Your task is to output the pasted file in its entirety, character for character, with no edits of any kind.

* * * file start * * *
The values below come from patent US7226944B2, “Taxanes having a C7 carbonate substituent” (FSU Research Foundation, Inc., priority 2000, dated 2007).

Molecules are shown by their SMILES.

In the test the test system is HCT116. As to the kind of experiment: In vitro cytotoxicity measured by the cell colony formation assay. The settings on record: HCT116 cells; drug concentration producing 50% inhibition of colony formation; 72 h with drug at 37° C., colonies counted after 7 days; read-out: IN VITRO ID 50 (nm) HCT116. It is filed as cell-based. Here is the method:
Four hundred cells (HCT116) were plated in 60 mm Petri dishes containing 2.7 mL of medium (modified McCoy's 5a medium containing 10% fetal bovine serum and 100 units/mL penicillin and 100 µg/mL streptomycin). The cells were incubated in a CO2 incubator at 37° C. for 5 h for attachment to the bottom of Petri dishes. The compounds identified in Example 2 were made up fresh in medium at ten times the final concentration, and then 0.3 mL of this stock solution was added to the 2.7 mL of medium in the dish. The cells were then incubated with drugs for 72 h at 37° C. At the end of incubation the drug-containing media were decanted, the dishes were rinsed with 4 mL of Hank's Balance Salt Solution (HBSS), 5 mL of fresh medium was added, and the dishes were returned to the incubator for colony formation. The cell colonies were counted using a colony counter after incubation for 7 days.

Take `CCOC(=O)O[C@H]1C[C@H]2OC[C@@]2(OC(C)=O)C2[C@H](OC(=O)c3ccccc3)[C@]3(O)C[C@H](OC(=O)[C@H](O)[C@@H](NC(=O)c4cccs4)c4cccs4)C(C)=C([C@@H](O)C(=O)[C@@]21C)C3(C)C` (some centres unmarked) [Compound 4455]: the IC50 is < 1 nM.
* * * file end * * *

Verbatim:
The values below come from patent US7226944B2, “Taxanes having a C7 carbonate substituent” (FSU Research Foundation, Inc., priority 2000, dated 2007).

Molecules are shown by their SMILES.

In the test the test system is HCT116. As to the kind of experiment: In vitro cytotoxicity measured by the cell colony formation assay. The settings on record: HCT116 cells; drug concentration producing 50% inhibition of colony formation; 72 h with drug at 37° C., colonies counted after 7 days; read-out: IN VITRO ID 50 (nm) HCT116. It is filed as cell-based. Here is the method:
Four hundred cells (HCT116) were plated in 60 mm Petri dishes containing 2.7 mL of medium (modified McCoy's 5a medium containing 10% fetal bovine serum and 100 units/mL penicillin and 100 µg/mL streptomycin). The cells were incubated in a CO2 incubator at 37° C. for 5 h for attachment to the bottom of Petri dishes. The compounds identified in Example 2 were made up fresh in medium at ten times the final concentration, and then 0.3 mL of this stock solution was added to the 2.7 mL of medium in the dish. The cells were then incubated with drugs for 72 h at 37° C. At the end of incubation the drug-containing media were decanted, the dishes were rinsed with 4 mL of Hank's Balance Salt Solution (HBSS), 5 mL of fresh medium was added, and the dishes were returned to the incubator for colony formation. The cell colonies were counted using a colony counter after incubation for 7 days.

Take `CCOC(=O)O[C@H]1C[C@H]2OC[C@@]2(OC(C)=O)C2[C@H](OC(=O)c3ccccc3)[C@]3(O)C[C@H](OC(=O)[C@H](O)[C@@H](NC(=O)c4cccs4)c4cccs4)C(C)=C([C@@H](O)C(=O)[C@@]21C)C3(C)C` (some centres unmarked) [Compound 4455]: the IC50 is < 1 nM.